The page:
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eso0805 — Science Release
eso0804 — Science Release
30 January 2008: Astronomers have used ESO's Very Large Telescope to measure the distribution and motions of thousands of galaxies in the distant Universe. This opens fascinating perspectives to better understand what drives the acceleration of the cosmic expansion and sheds new light on the mysterious dark energy that is thought to permeate the Universe.
eso0803 — Science Release
eso0802 — Photo Release
eso0801 — Organisation Release
eso0755 — Photo Release
21 December 2007: Using ESO's Very Large Telescope, an international team of astronomers  has discovered a stunning rare case of a triple merger of galaxies. This system, which astronomers have dubbed 'The Bird' - albeit it also bears resemblance with a cosmic Tinker Bell - is composed of two massive spiral galaxies and a third irregular galaxy.
eso0754 — Organisation Release
20 December 2007: Yesterday, the 62nd General Assembly of the United Nations proclaimed 2009 the International Year of Astronomy, with the aim of increasing awareness among the public of the importance of astronomical sciences and of promoting widespread access to new knowledge and experiences of astronomical observation.
eso0753 — Science Release
19 December 2007: Using observations from ESO's VLT, astronomers were able for the first time to reconstruct the site of a flare on a solar-like star located 150 light years away. The study of this young star, nicknamed 'Speedy Mic' because of its fast rotation, will help scientists better understand the youth of our Sun.
eso0752 — Science Release
28 November 2007: Staring for the equivalent of every night for two weeks at the same little patch of sky with ESO's Very Large Telescope, an international team of astronomers has found the extremely faint light from teenage galaxies billions of light years away. These galaxies, which the research team believes are the building blocks of normal galaxies like our Milky Way, had eluded detection for three decades, despite intensive searches.
eso0751 — Organisation Release
eso0750 — Organisation Release
eso0749 — Photo Release
eso0748 — Organisation Release
eso0747 — Science Release
11 October 2007: Noted for its bizarre hydrocarbon lakes and frozen methane clouds, Saturn's largest moon, Titan, also appears to have widespread drizzles of methane, according to a team of astronomers at the University of California, Berkeley. New near-infrared images from ESO's Very Large Telescope (VLT) in Chile and the W. M. Keck Observatory in Hawaii show for the first time a nearly global cloud cover at high elevations and, dreary as it may seem, a widespread and persistent morning drizzle of methane over the western foothills of Titan's major continent, Xanadu.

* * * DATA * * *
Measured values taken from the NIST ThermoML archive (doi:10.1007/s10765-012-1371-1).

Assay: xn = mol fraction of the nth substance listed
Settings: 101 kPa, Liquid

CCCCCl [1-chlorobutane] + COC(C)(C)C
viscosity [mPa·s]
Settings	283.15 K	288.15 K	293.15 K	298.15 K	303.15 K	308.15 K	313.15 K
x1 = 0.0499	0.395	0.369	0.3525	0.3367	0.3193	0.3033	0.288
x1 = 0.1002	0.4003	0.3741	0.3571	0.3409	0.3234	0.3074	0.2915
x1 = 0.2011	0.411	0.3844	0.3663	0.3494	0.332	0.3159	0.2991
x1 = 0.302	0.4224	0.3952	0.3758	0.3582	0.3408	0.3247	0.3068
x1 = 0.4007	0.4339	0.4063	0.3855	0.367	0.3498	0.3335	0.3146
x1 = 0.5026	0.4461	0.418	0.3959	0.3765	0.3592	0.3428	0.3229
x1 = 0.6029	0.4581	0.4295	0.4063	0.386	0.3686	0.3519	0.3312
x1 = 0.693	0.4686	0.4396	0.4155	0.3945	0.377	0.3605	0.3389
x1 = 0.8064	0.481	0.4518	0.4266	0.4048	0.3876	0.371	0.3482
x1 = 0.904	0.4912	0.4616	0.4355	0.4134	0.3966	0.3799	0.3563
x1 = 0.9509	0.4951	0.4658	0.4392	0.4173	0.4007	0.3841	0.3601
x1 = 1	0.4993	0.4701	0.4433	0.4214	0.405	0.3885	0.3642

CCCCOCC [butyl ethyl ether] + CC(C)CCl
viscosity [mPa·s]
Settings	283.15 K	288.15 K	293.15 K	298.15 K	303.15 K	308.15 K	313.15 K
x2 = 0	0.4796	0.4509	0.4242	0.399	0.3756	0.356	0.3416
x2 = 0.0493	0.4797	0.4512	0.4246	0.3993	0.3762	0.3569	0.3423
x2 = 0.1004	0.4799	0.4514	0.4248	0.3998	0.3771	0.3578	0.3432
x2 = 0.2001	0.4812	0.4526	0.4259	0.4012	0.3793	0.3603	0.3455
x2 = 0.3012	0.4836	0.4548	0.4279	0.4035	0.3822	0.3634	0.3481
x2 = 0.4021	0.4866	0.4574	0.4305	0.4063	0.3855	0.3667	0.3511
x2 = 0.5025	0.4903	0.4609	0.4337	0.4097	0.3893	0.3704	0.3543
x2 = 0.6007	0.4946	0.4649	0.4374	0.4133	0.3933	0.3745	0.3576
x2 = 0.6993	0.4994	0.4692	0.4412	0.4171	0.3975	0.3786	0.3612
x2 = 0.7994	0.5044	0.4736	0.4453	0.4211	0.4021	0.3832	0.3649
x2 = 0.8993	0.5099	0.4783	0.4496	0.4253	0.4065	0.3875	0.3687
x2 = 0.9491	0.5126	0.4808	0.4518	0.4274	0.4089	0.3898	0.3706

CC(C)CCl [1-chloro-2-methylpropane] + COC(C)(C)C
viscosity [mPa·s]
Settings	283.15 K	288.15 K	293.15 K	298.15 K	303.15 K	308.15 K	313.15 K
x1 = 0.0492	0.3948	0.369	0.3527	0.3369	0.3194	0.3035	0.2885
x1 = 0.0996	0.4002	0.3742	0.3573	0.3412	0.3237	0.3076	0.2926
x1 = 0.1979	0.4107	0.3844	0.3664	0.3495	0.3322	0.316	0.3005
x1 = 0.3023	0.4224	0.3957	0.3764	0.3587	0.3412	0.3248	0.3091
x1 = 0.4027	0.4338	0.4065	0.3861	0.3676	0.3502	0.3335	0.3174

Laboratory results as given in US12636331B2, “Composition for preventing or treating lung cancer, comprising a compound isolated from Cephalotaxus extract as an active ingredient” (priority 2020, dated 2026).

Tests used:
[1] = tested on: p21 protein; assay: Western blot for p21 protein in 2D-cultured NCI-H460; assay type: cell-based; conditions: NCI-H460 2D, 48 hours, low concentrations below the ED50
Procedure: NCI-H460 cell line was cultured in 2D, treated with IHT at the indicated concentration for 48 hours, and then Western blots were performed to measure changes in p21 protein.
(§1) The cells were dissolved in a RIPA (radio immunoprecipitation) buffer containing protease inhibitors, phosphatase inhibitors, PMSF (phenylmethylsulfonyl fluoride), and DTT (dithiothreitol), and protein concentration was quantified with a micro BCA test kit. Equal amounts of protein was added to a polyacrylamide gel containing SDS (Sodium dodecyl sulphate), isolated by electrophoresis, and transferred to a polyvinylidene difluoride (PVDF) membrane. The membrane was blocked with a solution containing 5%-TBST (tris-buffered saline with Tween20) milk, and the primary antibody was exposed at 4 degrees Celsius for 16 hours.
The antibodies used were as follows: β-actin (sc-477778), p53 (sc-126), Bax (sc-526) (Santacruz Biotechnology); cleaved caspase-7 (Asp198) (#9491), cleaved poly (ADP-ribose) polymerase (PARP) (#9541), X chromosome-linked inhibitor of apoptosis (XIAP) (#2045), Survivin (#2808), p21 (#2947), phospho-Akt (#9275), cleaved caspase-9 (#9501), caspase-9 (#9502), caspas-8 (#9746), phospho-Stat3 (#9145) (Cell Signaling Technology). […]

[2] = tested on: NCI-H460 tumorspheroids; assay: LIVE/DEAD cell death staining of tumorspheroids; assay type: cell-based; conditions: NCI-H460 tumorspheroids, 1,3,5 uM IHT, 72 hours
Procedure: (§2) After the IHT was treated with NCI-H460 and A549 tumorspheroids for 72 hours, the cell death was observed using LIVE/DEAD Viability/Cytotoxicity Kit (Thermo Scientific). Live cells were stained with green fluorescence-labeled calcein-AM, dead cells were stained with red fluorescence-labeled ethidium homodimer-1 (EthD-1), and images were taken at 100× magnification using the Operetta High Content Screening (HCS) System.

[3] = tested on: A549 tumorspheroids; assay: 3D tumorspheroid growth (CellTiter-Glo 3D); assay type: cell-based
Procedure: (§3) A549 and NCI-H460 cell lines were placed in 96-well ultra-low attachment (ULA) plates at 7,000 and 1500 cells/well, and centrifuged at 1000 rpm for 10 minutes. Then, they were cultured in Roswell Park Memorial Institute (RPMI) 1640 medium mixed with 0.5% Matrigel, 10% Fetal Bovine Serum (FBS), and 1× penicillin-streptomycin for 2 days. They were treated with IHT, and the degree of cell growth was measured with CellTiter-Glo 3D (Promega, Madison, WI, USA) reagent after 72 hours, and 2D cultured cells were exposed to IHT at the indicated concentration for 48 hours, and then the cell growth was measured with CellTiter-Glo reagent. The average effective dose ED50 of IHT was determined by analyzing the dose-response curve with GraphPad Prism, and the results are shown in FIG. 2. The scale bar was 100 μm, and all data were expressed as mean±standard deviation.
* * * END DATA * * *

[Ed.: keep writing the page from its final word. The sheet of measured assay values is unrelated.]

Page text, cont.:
eso0746 — Organisation Release
Catch a Star 2008! — School students: imagine winning a trip to visit a world-class astronomical observatory in Chile's stunning Atacama Desert!
5 October 2007: ESO and the European Association for Astronomy Education have just launched the 2008 edition of 'Catch a Star', their international astronomy competition for school students. Now in its sixth year, the competition offers students the chance to win a once-in-a-lifetime trip to ESO's flagship observatory in Chile, as well as many other prizes.
eso0745 — Organisation Release
5 October 2007: Today, the first of the two ALMA antenna transporters was given its name at a ceremony on the compounds of the manufacturer, the heavy-vehicle specialist Scheuerle Fahrzeugfabrik GmbH, in Baden-Württemberg. The colossus, 10 metres wide, 20 metres long and 6 metres high, will be shipped to Chile by the end of the month. The second one will follow in a few weeks.
eso0744 — Organisation Release
A Grand Vision for European Astronomy — Europe unveils its Scientific Strategies for the next 20 Years
28 September 2007: Today, and for the first time, astronomers share their global Science Vision for European Astronomy in the next two decades. This two-year long effort by the ASTRONET network of funding agencies, sponsored by the European Commission and coordinated by INSU-CNRS, underscores Europe's ascension to world leadership in astronomy and its will to maintain that position. It will be followed in just over a year by a prioritised roadmap for the observational facilities needed to implement the Vision. Implementation of these plans will ensure that Europe fully contributes to Mankind's ever deeper understanding of the wonders of our Universe.
eso0743 — Science Release
eso0742 — Science Release
27 September 2007: Using ESO's Very Large Telescope Interferometer and its unique ability to see small details, astronomers have uncovered a flat, nearly edge-on disc of silicates in the heart of the magnificent Ant Nebula. The disc seems, however, too 'skinny' to explain how the nebula got its intriguing ant-like shape.
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